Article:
Researchers at Northwestern Medicine report that chronic pain alters the nucleus accumbens, the area of our brains that plays a part in addiction, and dictates whether or not we feel happy or sad, ScienceDaily reports. The use of a Parkinson's drug, L-dopa, and a non-steroidal anti-inflammatory drug in conjunction, may restore the nucleus accumbens and reduce pain symptoms.
"It was surprising to us that chronic pain actually rewires the part of the brain controlling whether you feel happy or sad," said corresponding author D. James Surmeier, chair of physiology at Northwestern University Feinberg School of Medicine. "By understanding what was causing these changes, we were able to design a corrective therapy that worked remarkably well in the models. The question now is whether it will work in humans."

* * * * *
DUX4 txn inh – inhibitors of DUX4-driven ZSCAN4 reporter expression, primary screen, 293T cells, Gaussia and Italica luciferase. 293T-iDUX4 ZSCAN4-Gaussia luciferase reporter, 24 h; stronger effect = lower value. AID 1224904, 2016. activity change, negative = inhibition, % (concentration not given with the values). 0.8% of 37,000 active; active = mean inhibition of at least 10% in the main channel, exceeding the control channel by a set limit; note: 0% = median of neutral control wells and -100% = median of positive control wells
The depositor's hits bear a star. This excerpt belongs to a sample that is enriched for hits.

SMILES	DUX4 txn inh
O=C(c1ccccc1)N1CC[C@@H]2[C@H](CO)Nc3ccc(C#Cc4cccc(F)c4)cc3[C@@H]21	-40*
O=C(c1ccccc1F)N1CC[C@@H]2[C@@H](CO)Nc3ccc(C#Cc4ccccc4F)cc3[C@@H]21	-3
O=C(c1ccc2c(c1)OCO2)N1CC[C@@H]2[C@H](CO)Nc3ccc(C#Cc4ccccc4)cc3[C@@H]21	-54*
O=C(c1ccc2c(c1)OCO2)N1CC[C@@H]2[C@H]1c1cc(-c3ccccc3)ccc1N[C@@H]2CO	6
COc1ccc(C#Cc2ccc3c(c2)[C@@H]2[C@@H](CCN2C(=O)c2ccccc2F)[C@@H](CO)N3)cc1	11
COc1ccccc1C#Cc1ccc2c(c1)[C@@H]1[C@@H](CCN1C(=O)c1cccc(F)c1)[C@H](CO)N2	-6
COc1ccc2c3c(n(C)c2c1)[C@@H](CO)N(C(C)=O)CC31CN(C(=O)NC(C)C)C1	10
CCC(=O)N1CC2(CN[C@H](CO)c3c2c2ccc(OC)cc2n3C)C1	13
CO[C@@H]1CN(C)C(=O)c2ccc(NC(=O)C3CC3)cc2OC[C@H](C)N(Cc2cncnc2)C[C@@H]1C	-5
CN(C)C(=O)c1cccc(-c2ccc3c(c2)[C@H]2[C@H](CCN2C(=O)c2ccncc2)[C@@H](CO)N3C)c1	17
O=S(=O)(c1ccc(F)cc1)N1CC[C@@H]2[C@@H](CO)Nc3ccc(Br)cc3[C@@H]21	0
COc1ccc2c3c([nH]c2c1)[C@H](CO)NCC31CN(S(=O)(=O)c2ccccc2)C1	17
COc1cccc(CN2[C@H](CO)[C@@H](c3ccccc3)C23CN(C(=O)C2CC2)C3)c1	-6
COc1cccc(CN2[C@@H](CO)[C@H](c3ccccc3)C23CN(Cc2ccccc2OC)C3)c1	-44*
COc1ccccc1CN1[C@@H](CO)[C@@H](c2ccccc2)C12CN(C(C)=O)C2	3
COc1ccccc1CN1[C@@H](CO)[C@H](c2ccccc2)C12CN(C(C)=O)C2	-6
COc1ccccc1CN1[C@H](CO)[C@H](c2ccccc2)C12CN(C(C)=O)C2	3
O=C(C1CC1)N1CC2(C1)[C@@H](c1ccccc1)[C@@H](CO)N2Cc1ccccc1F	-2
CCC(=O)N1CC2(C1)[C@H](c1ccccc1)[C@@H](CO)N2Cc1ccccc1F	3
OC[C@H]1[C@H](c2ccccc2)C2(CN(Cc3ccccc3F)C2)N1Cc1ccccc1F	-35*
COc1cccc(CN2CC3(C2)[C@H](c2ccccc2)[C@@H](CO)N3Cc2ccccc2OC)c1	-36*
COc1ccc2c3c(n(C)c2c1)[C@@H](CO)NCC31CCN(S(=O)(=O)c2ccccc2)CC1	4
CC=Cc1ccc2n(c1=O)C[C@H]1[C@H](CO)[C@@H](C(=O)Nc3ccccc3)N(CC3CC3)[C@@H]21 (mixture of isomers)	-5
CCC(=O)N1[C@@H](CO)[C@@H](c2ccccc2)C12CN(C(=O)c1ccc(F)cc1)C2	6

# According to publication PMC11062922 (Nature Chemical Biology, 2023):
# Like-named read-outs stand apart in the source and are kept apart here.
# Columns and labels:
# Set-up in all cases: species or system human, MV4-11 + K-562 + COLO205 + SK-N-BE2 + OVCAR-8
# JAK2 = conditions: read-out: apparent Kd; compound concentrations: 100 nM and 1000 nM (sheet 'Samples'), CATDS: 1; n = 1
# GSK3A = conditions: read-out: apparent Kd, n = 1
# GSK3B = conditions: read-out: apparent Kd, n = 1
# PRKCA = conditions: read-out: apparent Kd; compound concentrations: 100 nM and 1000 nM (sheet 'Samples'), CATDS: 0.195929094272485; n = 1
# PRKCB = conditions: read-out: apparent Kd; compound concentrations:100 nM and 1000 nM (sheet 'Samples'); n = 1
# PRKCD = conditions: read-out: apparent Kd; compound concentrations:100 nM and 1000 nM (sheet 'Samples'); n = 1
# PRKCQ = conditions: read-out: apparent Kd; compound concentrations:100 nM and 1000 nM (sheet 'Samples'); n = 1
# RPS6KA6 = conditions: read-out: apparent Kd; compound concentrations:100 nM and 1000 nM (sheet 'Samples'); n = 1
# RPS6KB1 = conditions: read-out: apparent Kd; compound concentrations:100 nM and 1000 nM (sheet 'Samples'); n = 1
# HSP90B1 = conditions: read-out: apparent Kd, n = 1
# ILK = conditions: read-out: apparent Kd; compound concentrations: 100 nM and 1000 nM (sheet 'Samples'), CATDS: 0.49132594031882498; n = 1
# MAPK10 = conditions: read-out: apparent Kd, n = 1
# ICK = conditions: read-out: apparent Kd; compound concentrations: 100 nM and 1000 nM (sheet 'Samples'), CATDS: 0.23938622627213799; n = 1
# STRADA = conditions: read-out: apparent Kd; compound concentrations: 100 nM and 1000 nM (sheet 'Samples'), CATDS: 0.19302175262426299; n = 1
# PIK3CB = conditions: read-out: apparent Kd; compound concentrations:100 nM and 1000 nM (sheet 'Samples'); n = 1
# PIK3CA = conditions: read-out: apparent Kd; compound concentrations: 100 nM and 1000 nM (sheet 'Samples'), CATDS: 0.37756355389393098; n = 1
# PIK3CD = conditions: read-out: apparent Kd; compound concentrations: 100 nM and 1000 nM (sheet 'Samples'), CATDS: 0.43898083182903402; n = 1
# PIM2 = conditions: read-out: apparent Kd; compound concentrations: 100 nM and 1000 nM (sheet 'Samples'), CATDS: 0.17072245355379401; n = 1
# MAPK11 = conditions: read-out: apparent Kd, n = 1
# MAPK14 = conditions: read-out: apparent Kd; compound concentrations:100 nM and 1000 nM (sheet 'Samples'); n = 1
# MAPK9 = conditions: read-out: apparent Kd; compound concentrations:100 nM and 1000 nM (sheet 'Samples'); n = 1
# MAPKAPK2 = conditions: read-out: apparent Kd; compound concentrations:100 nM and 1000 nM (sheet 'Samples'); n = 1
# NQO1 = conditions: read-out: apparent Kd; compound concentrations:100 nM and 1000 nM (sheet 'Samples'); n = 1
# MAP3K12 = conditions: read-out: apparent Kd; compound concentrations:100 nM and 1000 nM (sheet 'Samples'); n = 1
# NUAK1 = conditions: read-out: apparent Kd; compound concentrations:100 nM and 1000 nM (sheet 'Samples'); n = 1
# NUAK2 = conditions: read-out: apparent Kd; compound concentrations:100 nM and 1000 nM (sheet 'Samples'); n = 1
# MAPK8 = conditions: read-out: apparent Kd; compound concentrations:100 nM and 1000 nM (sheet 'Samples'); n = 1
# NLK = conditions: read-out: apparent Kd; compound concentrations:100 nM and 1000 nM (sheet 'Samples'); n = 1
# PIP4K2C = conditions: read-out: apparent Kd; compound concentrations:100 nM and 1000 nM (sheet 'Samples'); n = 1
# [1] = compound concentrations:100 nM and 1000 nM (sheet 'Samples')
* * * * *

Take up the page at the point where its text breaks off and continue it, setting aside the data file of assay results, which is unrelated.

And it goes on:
In animal tests researchers observed that the combination of the two drugs reversed the changes to the nucleus accumbens and their pain symptoms ceased, according to the article. The majority of addictive drugs increase dopamine neuronal activity, Parkinson’s medications raise dopamine levels as well.
"It is remarkable that by changing the activity of a single cell type in an emotional area of the brain, we can prevent the pain behavior," said corresponding author, Marco Martina, associate professor of physiology at Feinberg.
Human studies are required to determine if combining the two medications will have the same results as the rat tests. The findings were published in the journal Nature Neuroscience.